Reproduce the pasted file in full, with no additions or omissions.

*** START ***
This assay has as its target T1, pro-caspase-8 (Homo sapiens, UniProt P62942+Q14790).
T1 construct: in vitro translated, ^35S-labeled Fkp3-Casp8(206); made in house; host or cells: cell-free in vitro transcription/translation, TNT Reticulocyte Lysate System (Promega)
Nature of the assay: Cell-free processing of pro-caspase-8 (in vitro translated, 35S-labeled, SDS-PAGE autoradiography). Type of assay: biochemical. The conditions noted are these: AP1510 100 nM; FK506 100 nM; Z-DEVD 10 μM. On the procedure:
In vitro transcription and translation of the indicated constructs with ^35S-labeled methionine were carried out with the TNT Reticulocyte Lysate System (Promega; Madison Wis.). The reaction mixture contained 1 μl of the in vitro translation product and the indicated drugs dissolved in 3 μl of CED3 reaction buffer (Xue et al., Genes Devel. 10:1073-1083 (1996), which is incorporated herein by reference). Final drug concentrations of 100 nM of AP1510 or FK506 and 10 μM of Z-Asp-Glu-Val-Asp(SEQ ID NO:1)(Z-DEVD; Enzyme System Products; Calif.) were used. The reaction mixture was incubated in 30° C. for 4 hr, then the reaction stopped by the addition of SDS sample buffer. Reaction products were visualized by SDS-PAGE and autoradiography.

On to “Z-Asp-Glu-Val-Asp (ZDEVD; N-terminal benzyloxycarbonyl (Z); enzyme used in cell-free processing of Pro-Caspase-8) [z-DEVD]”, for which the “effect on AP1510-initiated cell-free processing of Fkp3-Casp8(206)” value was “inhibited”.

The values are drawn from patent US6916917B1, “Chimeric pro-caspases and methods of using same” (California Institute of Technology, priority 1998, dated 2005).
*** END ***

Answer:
This assay has as its target T1, pro-caspase-8 (Homo sapiens, UniProt P62942+Q14790).
T1 construct: in vitro translated, ^35S-labeled Fkp3-Casp8(206); made in house; host or cells: cell-free in vitro transcription/translation, TNT Reticulocyte Lysate System (Promega)
Nature of the assay: Cell-free processing of pro-caspase-8 (in vitro translated, 35S-labeled, SDS-PAGE autoradiography). Type of assay: biochemical. The conditions noted are these: AP1510 100 nM; FK506 100 nM; Z-DEVD 10 μM. On the procedure:
In vitro transcription and translation of the indicated constructs with ^35S-labeled methionine were carried out with the TNT Reticulocyte Lysate System (Promega; Madison Wis.). The reaction mixture contained 1 μl of the in vitro translation product and the indicated drugs dissolved in 3 μl of CED3 reaction buffer (Xue et al., Genes Devel. 10:1073-1083 (1996), which is incorporated herein by reference). Final drug concentrations of 100 nM of AP1510 or FK506 and 10 μM of Z-Asp-Glu-Val-Asp(SEQ ID NO:1)(Z-DEVD; Enzyme System Products; Calif.) were used. The reaction mixture was incubated in 30° C. for 4 hr, then the reaction stopped by the addition of SDS sample buffer. Reaction products were visualized by SDS-PAGE and autoradiography.

On to “Z-Asp-Glu-Val-Asp (ZDEVD; N-terminal benzyloxycarbonyl (Z); enzyme used in cell-free processing of Pro-Caspase-8) [z-DEVD]”, for which the “effect on AP1510-initiated cell-free processing of Fkp3-Casp8(206)” value was “inhibited”.

The values are drawn from patent US6916917B1, “Chimeric pro-caspases and methods of using same” (California Institute of Technology, priority 1998, dated 2005).